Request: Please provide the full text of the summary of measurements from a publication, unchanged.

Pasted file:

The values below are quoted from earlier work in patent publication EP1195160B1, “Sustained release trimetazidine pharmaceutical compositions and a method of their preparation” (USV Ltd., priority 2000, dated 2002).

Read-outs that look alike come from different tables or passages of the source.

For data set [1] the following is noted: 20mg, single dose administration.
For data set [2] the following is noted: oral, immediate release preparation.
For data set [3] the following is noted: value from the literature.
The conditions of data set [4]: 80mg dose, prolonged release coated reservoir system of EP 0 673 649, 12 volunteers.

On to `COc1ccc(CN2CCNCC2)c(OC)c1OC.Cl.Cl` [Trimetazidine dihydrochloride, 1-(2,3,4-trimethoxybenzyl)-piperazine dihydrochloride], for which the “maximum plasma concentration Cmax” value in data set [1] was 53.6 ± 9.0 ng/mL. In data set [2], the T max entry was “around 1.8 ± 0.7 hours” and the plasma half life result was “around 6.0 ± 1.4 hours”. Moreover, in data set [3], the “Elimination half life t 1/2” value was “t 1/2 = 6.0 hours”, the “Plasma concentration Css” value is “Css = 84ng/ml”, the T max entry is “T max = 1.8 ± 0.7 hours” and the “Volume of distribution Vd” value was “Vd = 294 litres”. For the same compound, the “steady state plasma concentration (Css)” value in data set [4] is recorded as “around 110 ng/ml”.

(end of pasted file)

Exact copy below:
The values below are quoted from earlier work in patent publication EP1195160B1, “Sustained release trimetazidine pharmaceutical compositions and a method of their preparation” (USV Ltd., priority 2000, dated 2002).

Read-outs that look alike come from different tables or passages of the source.

For data set [1] the following is noted: 20mg, single dose administration.
For data set [2] the following is noted: oral, immediate release preparation.
For data set [3] the following is noted: value from the literature.
The conditions of data set [4]: 80mg dose, prolonged release coated reservoir system of EP 0 673 649, 12 volunteers.

On to `COc1ccc(CN2CCNCC2)c(OC)c1OC.Cl.Cl` [Trimetazidine dihydrochloride, 1-(2,3,4-trimethoxybenzyl)-piperazine dihydrochloride], for which the “maximum plasma concentration Cmax” value in data set [1] was 53.6 ± 9.0 ng/mL. In data set [2], the T max entry was “around 1.8 ± 0.7 hours” and the plasma half life result was “around 6.0 ± 1.4 hours”. Moreover, in data set [3], the “Elimination half life t 1/2” value was “t 1/2 = 6.0 hours”, the “Plasma concentration Css” value is “Css = 84ng/ml”, the T max entry is “T max = 1.8 ± 0.7 hours” and the “Volume of distribution Vd” value was “Vd = 294 litres”. For the same compound, the “steady state plasma concentration (Css)” value in data set [4] is recorded as “around 110 ng/ml”.